It was a variant Zork under the designation of DUNGEN that directly inspired the development of the first multiplayer text adventure, which was implemented by Roy Tubshaw at Essex University in 1978 (Bartle, 2003, p4-5). This was the first MUD which derives its name from the fact it was a ‘Multi User’ variant of the Dungeon style games, although in terms of content and design it was its own unique title. In 1980, Richard Bartle collaborated with Roy Tubshaw on the project, implementing many new locations and puzzles (Bartle, 2003, p5). When Tubshaw graduated from Essex University, the project was handed off to Bartle. In 1980, MUD (now known as MUD1 to differentiate it from later versions) became the first multiplayer online RPG to be made available to a general audience as Essex University connected to the ArpaNET (Bartle, 2003, p6). When it did, it inspired a whole generation of similar games over several decades (Bartle, 2010). The influence of Colossal Cave Adventure and Zork are easily ascertained in MUD, although here the terminology and style of game diverges considerably. Puzzles within the world of MUDs are usually known instead as ‘quests’, and their focus is on their use as a gameplay tool. Scoring of puzzle completion remains a common feature, but usually expressed as a separate category of ‘quest points’ rather than a single score which represents in-game progress. The puzzle design vocabulary between the two families of games is and was widely shared, but the way in which they were integrated into the world was different. Early single player games revolved around the idea of progressing a story to reach the end. Most puzzles then were easily identified and must be actively solved – in fact, puzzles were often used as a technique to slow down the speed at which players could complete a title to ensure a sense of value for money. Within MUDs, a different tack is taken with many quests being hidden and passive, with the finding of the quest being as much a part of questing as actual completion. This requires a different set of expectations – that completion of the quest is optional, and not core to success within the game. This in turn has had the impact of making many MUD quests seem comparatively trivial in comparison to their single-player alternatives.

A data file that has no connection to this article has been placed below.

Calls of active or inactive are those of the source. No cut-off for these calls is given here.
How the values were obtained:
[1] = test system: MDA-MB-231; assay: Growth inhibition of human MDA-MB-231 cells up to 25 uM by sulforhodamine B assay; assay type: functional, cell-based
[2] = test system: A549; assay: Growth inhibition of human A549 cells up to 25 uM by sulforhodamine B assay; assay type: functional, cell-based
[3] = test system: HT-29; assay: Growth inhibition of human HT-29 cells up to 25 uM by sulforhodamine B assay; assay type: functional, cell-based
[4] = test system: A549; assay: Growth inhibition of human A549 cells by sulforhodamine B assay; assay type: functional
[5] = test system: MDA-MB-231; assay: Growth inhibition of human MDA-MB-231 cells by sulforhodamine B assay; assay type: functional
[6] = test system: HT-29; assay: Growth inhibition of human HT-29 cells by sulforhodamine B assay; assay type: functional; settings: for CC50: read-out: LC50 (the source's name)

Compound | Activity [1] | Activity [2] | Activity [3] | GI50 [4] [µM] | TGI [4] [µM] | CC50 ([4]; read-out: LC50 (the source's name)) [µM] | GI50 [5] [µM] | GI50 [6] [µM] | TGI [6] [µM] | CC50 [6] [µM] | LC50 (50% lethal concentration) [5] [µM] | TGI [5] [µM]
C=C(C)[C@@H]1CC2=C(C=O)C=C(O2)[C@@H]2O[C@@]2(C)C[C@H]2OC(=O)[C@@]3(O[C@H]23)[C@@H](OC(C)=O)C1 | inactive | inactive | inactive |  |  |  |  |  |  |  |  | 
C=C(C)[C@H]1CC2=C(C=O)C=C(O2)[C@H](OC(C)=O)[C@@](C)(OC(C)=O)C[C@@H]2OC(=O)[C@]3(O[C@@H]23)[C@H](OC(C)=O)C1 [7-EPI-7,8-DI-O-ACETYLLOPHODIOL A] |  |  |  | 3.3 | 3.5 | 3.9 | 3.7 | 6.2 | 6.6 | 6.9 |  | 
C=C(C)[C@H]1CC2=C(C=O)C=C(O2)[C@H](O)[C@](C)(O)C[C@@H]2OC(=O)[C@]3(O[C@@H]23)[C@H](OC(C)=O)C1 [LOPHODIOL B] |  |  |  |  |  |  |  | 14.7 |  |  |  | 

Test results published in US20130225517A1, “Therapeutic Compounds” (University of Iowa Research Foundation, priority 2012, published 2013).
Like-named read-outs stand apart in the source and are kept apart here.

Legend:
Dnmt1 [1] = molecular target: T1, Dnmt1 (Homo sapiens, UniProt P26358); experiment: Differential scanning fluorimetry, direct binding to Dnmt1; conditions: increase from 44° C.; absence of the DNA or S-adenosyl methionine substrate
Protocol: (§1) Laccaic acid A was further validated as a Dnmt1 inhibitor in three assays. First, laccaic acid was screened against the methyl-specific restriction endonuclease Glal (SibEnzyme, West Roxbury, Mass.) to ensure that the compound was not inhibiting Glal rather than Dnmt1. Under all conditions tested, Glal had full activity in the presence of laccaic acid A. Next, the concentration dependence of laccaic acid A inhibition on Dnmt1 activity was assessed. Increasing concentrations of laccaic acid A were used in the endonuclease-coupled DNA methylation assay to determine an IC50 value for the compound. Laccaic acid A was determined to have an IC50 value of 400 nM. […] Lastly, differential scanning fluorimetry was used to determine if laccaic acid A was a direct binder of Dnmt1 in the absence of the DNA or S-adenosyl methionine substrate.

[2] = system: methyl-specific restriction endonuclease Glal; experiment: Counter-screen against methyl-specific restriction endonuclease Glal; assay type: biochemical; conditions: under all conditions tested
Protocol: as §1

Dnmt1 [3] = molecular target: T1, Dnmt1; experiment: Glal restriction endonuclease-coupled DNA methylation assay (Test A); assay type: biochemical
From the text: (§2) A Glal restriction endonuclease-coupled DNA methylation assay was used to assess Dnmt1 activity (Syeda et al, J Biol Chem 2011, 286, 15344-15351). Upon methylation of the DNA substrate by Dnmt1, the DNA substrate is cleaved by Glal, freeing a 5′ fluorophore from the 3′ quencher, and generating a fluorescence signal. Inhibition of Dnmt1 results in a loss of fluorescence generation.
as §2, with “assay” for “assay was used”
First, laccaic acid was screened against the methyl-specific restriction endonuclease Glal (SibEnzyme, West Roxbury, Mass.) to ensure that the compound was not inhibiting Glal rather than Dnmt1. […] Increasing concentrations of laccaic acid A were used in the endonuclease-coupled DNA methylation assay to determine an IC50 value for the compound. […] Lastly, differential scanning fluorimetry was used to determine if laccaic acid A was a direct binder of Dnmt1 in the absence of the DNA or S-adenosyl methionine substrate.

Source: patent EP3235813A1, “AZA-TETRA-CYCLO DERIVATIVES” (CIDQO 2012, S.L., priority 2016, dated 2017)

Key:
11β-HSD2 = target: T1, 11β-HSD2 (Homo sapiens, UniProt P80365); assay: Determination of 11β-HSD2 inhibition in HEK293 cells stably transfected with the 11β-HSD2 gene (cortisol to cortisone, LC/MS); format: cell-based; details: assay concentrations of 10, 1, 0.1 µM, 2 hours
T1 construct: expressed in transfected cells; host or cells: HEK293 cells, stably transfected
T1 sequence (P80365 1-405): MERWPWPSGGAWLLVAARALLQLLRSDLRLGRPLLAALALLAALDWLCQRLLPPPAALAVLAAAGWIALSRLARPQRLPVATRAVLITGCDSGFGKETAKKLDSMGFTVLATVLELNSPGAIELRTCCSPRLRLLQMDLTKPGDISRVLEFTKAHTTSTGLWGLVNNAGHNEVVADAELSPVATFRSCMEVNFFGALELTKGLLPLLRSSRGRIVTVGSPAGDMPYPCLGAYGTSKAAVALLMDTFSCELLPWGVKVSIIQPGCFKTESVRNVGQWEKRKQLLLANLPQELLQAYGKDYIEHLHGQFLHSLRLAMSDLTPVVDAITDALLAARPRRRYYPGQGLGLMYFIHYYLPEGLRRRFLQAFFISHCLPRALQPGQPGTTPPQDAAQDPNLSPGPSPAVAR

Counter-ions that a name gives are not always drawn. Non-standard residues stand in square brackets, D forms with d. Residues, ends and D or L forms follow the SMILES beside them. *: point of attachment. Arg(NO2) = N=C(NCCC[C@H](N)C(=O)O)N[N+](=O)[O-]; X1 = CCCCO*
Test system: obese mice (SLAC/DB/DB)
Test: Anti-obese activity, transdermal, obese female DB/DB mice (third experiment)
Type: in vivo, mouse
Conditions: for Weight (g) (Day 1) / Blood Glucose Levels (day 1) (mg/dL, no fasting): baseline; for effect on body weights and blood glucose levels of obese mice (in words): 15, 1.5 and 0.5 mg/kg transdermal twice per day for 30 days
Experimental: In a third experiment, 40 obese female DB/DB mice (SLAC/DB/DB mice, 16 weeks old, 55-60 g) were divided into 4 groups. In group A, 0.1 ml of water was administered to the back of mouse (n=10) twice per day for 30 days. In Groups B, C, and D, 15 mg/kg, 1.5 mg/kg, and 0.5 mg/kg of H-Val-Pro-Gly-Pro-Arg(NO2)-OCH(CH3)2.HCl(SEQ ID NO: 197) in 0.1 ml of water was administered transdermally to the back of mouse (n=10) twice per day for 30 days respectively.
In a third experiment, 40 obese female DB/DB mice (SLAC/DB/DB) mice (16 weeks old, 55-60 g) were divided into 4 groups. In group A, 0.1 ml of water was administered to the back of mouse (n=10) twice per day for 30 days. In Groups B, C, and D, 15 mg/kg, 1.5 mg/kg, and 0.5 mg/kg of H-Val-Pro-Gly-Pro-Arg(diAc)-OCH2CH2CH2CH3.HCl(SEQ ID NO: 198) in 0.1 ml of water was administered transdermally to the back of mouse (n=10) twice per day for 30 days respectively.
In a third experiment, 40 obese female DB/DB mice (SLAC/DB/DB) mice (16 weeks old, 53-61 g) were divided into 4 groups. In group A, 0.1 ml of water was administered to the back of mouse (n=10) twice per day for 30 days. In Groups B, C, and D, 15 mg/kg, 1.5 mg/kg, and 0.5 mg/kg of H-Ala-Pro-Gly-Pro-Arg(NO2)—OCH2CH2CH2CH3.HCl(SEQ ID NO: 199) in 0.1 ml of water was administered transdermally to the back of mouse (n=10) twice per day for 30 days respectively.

Those who played MUD1 and later created their own games according to a similar framework would find this regime of quest provision mirrored in many games. Discworld MUD (1992-present) contains over two hundred quests, and very few of these are especially involved or core to progress. One for example involves buying an oil can from a general shop and using it to oil the hinges of the gates of the Assassin’s Guild. Another involves encountering a ‘sad man’ within the game and giving him a hug. This particular game, as may be obvious from the name, is based on the popular Discworld series of books by Terry Pratchett, and this introduces another layer of potential obfuscation of quest provision – in this particular game many of the quests are inspired by sections of the books, and those who have not read the relevant book or internalised its various nuances may find that they are given few, if any, in-game hints as to the way a quest is to be identified or completed.